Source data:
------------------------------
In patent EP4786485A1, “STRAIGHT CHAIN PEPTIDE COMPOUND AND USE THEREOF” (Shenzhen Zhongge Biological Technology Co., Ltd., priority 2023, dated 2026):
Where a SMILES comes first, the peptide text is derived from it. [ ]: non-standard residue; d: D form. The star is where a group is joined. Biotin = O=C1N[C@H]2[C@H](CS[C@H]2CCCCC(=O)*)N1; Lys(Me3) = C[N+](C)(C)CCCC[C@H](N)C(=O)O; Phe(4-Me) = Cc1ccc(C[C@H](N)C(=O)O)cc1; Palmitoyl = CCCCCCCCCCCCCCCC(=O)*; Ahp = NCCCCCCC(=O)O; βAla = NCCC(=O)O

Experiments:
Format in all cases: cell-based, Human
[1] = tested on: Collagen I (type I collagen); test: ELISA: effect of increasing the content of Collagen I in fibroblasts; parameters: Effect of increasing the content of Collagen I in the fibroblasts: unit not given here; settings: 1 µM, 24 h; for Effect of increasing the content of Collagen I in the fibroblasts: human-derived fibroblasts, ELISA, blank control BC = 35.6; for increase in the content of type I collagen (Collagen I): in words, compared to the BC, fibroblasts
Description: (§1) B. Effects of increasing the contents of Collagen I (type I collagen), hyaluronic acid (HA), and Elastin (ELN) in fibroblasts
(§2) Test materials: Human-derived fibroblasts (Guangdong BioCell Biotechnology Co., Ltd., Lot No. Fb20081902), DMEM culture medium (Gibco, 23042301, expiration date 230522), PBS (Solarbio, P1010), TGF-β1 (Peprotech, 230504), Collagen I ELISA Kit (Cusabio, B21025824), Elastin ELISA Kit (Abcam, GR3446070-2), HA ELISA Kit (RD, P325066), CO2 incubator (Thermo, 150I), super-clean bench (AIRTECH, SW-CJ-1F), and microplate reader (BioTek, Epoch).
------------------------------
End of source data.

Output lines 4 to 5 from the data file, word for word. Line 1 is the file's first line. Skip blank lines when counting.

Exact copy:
Format in all cases: cell-based, Human
[1] = tested on: Collagen I (type I collagen); test: ELISA: effect of increasing the content of Collagen I in fibroblasts; parameters: Effect of increasing the content of Collagen I in the fibroblasts: unit not given here; settings: 1 µM, 24 h; for Effect of increasing the content of Collagen I in the fibroblasts: human-derived fibroblasts, ELISA, blank control BC = 35.6; for increase in the content of type I collagen (Collagen I): in words, compared to the BC, fibroblasts